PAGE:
• Mini Iris

    It's been a really bizarre few months here, not just because of the freakishly early spring we're experiencing in Vancouver, while the rest of the country is under a snowbank. They've kind of passed in a blur. The family emergency in December and January was really stressful and made me brutally sick, but I'm finally starting to get back to closer to whatever passes for stable these days. It also led to me reconnecting with some family members I hadn't been in touch with in a long time, including one of my parents. Some positive things have come out of it all, but it's been kind of up and down and overwhelming. It's a lot to get used to right now, and I don't really want to get ahead of myself because it's too easy to assume things will keep going in one direction or another, when it's all totally unpredictable. My feelings about so much of it are totally all over the place and far from clear...and I don't even really care to work them out at the moment.

    I haven't had a lot of time or energy to give to the whole thing, as I've had to yet again completely shelve everything aside from the bare necessities so I could focus on trying to get back on my feet again. I'm behind on so many things - but they have to wait. Emails being put off, my supposedly monthly newsletter that I've had a ton of signups for but haven't sent out since before the holidays, sewing projects that have been sitting in a pile untouched, the web project/business Bruno and I have been talking about and wanting to develop, even less-essential health appointments... I'm pacing myself heavily, and they all have to wait - maybe for a long time to come.

  • Hi nice people! I had a really crazy December and January, dealing with a family emergency and then working on recovering from the terrible health flare that it set off...one of the worst bits of which is my hand/finger joint pain went through the roof, making typing something I've been having to moderate even more than usual. But just the last few days I've been starting to see some light at the end of the tunnel, something I always find uplifting after a long slog through flare-ville.

    Lots more to catch up on, but for now I just wanted to share some neat stuff I've come across recently in the textile and sewing world...

  • The last post might have made it sound like it, but fortunately 2014 was not all about health problems. On my better days, I slowly but surely worked on my creative projects, and looking back I actually made a lot of things! Making these things made me really happy, and let me get back in touch with myself and my creative passions. In 2013, I learned to sew clothes, and in 2014, I continued to hone my garment sewing skills, but I also learned pattern drafting (how to design my own custom fit patterns), drew a lot, published a second issue of my zine, created eight Heartgirls, and took about a zillion photos!

    The moral of the story is I spent a lot of happy time here:

    IMG_1636

  • I guess the end of the year is as good a time as any for this big, nay enormous, long overdue health (and life) update - how appropriate that this is (in Drupal-speak) "node 1000", aka. the 1000th post on this site! Don't worry, I haven't forgotten about Part 4 of my calmer mind series, it's coming shortly. December just had some surprises in store for us, and I got a bit sidetracked and wanted to get this one done first.

    You may not have noticed but over the past couple years, even though I've continued to write posts about health and chronic illness, most of them haven't been particularly specific to what's actually been going on with me. I've written a few posts about my throat issues and adrenal fatigue, but otherwise I've been sticking to more general conversations about the ins and outs of living with chronic illness. I wish I could tell you that this was simply because of my commitment to speaking out about chronic illness, but that would be leaving out a significant portion of the truth. The truth is harder to talk about and more complex. 

    My desire to keep personal details hush hush has unfortunately really cramped my ability to write about many topics that I have a deep desire to write about. Specific health issues, work plans, personal/family relationship stuff... I've been thinking long and hard about this, and have waffled back and forth several times about it, and have finally decided that it's time I just have out with it all so I can get back to really talking about all the things I want to here.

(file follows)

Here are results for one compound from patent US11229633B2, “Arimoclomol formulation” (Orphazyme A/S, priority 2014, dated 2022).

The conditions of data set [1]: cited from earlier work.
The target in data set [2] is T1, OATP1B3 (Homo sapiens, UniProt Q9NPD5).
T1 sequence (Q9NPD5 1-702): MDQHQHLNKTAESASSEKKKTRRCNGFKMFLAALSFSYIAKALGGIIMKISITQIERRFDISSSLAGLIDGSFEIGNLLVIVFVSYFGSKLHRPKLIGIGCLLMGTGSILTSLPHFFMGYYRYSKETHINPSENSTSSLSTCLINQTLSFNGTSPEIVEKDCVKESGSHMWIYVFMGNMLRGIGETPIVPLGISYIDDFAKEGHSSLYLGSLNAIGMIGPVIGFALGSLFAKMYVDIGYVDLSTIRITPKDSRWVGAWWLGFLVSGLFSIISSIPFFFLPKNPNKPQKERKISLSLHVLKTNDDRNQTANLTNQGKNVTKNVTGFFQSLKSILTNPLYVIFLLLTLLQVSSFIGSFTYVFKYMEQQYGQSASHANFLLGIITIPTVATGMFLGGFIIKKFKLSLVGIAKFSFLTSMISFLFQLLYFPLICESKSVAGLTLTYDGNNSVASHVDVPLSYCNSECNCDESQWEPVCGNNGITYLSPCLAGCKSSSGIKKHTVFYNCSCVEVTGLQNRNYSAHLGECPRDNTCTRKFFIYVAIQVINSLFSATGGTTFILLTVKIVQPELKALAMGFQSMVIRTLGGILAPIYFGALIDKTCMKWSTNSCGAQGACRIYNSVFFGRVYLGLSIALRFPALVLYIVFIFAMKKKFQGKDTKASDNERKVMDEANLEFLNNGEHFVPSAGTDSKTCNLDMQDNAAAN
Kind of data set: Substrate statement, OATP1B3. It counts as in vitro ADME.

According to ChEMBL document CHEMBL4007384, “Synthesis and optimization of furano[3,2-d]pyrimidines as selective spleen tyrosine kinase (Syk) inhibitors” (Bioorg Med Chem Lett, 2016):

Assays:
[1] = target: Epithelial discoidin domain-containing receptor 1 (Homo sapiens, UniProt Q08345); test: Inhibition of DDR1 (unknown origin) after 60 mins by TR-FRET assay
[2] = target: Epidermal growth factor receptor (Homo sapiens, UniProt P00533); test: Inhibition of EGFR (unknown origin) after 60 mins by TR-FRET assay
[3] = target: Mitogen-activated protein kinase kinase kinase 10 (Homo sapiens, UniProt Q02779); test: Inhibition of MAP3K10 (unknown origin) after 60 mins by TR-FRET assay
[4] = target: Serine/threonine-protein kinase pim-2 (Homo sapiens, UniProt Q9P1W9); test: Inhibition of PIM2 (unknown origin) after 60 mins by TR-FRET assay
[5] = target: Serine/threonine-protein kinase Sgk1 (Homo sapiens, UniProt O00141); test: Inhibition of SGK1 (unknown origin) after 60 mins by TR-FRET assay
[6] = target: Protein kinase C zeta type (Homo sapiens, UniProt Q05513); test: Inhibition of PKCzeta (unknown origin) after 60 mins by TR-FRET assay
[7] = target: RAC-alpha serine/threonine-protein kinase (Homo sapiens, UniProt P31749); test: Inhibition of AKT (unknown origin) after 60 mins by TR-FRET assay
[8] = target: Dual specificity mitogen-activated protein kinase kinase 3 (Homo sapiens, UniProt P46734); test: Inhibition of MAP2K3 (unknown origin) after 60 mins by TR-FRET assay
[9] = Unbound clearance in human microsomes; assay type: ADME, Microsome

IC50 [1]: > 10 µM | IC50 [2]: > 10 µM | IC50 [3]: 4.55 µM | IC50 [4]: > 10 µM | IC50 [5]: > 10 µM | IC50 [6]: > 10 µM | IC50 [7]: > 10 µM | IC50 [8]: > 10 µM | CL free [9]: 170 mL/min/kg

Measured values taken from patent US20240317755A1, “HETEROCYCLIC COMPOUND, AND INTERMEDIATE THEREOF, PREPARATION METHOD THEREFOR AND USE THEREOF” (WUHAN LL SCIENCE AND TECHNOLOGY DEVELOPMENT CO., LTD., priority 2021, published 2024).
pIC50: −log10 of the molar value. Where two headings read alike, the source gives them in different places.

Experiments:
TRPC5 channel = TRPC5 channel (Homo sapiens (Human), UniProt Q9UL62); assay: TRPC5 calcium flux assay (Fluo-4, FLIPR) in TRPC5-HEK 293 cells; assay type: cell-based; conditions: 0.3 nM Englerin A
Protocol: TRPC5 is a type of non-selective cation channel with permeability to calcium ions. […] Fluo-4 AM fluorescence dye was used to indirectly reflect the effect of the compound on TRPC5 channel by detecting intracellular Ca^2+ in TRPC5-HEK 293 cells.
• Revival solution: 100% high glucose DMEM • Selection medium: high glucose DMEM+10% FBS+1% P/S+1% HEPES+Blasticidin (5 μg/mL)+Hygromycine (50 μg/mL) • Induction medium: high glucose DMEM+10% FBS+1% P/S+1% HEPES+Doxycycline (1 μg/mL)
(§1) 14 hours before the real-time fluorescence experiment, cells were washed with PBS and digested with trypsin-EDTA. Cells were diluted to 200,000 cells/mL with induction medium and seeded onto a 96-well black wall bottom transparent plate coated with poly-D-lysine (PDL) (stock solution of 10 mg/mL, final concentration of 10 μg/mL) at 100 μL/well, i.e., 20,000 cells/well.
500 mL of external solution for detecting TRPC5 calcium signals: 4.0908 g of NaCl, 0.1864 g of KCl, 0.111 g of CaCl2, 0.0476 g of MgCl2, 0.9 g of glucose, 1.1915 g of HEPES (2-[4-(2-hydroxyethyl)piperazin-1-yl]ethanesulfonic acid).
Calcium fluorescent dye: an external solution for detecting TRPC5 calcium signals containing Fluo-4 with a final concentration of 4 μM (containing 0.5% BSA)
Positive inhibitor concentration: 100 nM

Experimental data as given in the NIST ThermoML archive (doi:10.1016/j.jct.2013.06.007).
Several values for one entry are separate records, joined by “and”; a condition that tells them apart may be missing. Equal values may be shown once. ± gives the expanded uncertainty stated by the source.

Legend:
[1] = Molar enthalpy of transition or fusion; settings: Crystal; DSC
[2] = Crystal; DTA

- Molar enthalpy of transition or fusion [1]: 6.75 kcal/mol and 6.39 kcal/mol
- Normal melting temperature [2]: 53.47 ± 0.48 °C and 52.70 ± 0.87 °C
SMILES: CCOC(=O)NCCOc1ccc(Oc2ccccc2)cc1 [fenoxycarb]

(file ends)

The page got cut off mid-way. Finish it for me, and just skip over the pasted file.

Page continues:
IMG_1780

    Now, where to begin... Maybe a recap.

  • This post is part 3 in a 4-part series on my quest for a calmer mind. Part 1 on social media is here, and part 2 on healing and boundaries is here.

    droplets on lily leaves

    Before I dive into the next part of my quest for a calmer mind series, two other things to report from November. First, an update on how the month-long social media fast went! In short, it was glorious. It was far, far easier than the first time I did this back in the spring, but it also felt a lot more positive all around. The impact of the fast was more significant, I had hardly any withdrawal pangs (especially compared to the fast I did in the spring), and I found I adapted easily to not having it in my life.

    Bruno decided to join me, and it led to a pretty interesting month for both of us - we both did a bit more reading than usual, worked on our personal projects more, and spent more "quality time" together, just hanging out, cooking, and yes...I'll admit we may have watched a little extra Netflix. I certainly lost my compulsion to pick up and check my phone all the time, and it didn't actually lead to much sense of increased social isolation. Between the increased connection with Bruno, and actually spending more time either writing (mostly via email or text message) back and forth with friends, and occasionally socializing in person, I actually felt very connected. Though the number of people I interacted with may have dropped, the actual quality of the interactions was stronger.

    Finally, a quick note on one of the things Bruno and I did during the last month. He built me a virtual bookshelf here on my site, and I filled it with my favourite books on life, health, and creativity! I'll be adding more as I come across books that I fall in love with and want to recommend, but if you're looking for something to read, go have a look!

  • Ah, late November. The first thing that comes to many peoples' minds is this: Christmas shopping. Over the years, I've become extremely disillusioned with consumerism, materialism, capitalism, and the economy. And some of you might remember my old blog, SpendLocally.ca that was borne of my love of supporting local small businesses. It's hard not to become disillusioned with this side of the holiday season if you care about the environment, manufacturing ethics, your community, and let's not forget your own financial stability. But there are ways to make positive choices and impacts, even at this most consumerist time of the year!